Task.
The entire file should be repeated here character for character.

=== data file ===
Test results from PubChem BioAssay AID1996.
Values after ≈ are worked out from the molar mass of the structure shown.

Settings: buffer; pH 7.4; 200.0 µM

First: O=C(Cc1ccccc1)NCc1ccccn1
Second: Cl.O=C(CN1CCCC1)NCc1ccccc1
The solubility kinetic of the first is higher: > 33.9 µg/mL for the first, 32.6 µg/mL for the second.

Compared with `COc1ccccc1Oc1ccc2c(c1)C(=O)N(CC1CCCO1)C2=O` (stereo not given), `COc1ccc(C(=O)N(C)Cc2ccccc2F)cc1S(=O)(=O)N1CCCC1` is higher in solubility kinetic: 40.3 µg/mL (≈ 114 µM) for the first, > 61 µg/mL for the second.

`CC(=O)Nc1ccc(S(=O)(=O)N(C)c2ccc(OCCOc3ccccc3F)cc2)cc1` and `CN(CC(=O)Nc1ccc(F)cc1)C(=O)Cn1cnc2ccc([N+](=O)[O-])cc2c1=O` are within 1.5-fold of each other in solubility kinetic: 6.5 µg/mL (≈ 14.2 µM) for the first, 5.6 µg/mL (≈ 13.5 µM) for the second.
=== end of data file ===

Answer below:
Test results from PubChem BioAssay AID1996.
Values after ≈ are worked out from the molar mass of the structure shown.

Settings: buffer; pH 7.4; 200.0 µM

First: O=C(Cc1ccccc1)NCc1ccccn1
Second: Cl.O=C(CN1CCCC1)NCc1ccccc1
The solubility kinetic of the first is higher: > 33.9 µg/mL for the first, 32.6 µg/mL for the second.

Compared with `COc1ccccc1Oc1ccc2c(c1)C(=O)N(CC1CCCO1)C2=O` (stereo not given), `COc1ccc(C(=O)N(C)Cc2ccccc2F)cc1S(=O)(=O)N1CCCC1` is higher in solubility kinetic: 40.3 µg/mL (≈ 114 µM) for the first, > 61 µg/mL for the second.

`CC(=O)Nc1ccc(S(=O)(=O)N(C)c2ccc(OCCOc3ccccc3F)cc2)cc1` and `CN(CC(=O)Nc1ccc(F)cc1)C(=O)Cn1cnc2ccc([N+](=O)[O-])cc2c1=O` are within 1.5-fold of each other in solubility kinetic: 6.5 µg/mL (≈ 14.2 µM) for the first, 5.6 µg/mL (≈ 13.5 µM) for the second.